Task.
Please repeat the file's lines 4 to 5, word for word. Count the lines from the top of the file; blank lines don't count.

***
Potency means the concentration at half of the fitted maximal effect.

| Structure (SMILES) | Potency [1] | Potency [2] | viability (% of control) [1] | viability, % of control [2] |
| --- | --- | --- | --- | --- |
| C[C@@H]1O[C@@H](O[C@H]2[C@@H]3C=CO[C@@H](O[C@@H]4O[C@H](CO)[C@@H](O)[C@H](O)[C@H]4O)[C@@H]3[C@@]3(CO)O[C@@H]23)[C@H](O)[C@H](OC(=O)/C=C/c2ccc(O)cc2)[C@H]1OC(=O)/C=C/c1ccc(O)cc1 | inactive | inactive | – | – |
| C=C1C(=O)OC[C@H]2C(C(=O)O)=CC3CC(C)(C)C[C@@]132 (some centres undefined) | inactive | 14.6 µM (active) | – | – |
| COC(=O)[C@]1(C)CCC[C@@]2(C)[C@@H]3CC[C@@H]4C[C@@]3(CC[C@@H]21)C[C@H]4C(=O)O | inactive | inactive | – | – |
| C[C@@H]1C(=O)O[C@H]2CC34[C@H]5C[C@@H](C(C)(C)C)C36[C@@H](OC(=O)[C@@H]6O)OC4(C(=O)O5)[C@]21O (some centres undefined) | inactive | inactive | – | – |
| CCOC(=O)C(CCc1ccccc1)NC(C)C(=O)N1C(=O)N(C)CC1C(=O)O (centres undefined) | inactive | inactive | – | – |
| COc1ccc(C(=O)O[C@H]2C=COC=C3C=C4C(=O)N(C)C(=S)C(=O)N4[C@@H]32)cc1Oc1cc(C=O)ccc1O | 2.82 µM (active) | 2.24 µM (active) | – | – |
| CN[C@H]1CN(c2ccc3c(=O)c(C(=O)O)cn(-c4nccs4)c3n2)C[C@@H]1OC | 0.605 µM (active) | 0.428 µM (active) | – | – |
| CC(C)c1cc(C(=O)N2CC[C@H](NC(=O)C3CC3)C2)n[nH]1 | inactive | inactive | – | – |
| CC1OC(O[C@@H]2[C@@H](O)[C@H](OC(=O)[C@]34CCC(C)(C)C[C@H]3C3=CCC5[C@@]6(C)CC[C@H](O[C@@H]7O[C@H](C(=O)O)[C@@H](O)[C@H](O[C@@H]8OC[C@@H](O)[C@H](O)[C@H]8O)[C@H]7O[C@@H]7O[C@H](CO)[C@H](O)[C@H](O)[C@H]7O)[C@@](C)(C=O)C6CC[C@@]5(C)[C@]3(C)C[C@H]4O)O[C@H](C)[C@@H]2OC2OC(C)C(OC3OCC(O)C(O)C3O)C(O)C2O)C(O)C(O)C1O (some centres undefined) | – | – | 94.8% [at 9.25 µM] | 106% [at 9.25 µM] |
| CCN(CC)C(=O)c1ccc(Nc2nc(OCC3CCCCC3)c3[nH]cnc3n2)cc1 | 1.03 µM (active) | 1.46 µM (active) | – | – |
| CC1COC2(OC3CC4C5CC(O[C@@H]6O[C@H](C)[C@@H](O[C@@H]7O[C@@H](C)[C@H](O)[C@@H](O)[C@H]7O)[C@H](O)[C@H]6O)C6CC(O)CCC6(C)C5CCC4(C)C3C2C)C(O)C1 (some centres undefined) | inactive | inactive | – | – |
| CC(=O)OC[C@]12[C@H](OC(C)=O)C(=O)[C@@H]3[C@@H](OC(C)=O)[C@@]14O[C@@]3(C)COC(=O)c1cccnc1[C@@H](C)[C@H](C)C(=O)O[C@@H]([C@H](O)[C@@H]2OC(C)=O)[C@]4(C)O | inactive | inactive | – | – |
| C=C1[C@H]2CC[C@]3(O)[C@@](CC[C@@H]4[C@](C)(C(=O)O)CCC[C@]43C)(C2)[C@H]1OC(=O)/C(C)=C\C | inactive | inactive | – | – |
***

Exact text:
| C[C@@H]1O[C@@H](O[C@H]2[C@@H]3C=CO[C@@H](O[C@@H]4O[C@H](CO)[C@@H](O)[C@H](O)[C@H]4O)[C@@H]3[C@@]3(CO)O[C@@H]23)[C@H](O)[C@H](OC(=O)/C=C/c2ccc(O)cc2)[C@H]1OC(=O)/C=C/c1ccc(O)cc1 | inactive | inactive | – | – |
| C=C1C(=O)OC[C@H]2C(C(=O)O)=CC3CC(C)(C)C[C@@]132 (some centres undefined) | inactive | 14.6 µM (active) | – | – |